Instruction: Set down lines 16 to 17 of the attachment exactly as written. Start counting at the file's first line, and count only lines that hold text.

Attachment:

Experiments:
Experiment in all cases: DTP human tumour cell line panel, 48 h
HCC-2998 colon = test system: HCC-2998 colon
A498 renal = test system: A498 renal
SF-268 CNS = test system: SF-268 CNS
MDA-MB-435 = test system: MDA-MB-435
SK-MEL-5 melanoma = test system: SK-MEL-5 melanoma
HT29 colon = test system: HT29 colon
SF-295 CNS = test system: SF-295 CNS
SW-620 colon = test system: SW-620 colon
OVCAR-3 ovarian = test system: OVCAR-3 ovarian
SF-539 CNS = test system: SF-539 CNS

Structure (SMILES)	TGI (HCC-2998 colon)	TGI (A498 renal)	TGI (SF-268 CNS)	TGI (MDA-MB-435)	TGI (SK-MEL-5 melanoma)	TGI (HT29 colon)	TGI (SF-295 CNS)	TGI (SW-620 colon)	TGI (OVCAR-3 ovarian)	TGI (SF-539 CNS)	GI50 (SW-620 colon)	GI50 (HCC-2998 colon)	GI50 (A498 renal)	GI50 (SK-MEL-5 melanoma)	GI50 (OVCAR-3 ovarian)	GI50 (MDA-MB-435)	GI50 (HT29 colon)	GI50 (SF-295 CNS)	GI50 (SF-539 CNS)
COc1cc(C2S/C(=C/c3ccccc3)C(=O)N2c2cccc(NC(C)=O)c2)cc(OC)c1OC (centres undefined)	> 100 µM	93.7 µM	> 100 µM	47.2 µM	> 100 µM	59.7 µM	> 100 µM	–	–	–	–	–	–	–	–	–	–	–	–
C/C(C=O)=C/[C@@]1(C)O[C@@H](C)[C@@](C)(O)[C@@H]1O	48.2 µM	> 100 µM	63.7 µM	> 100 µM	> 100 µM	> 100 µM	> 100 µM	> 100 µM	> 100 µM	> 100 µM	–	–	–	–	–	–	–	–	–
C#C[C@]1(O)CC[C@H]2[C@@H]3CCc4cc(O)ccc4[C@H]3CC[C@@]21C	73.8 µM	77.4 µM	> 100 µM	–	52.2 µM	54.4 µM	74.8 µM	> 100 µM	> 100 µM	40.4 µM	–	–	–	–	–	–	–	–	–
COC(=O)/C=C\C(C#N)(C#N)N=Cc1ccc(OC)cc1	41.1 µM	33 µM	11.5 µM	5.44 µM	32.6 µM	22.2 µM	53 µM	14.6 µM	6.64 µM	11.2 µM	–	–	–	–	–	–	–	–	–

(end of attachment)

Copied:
C#C[C@]1(O)CC[C@H]2[C@@H]3CCc4cc(O)ccc4[C@H]3CC[C@@]21C	73.8 µM	77.4 µM	> 100 µM	–	52.2 µM	54.4 µM	74.8 µM	> 100 µM	> 100 µM	40.4 µM	–	–	–	–	–	–	–	–	–
COC(=O)/C=C\C(C#N)(C#N)N=Cc1ccc(OC)cc1	41.1 µM	33 µM	11.5 µM	5.44 µM	32.6 µM	22.2 µM	53 µM	14.6 µM	6.64 µM	11.2 µM	–	–	–	–	–	–	–	–	–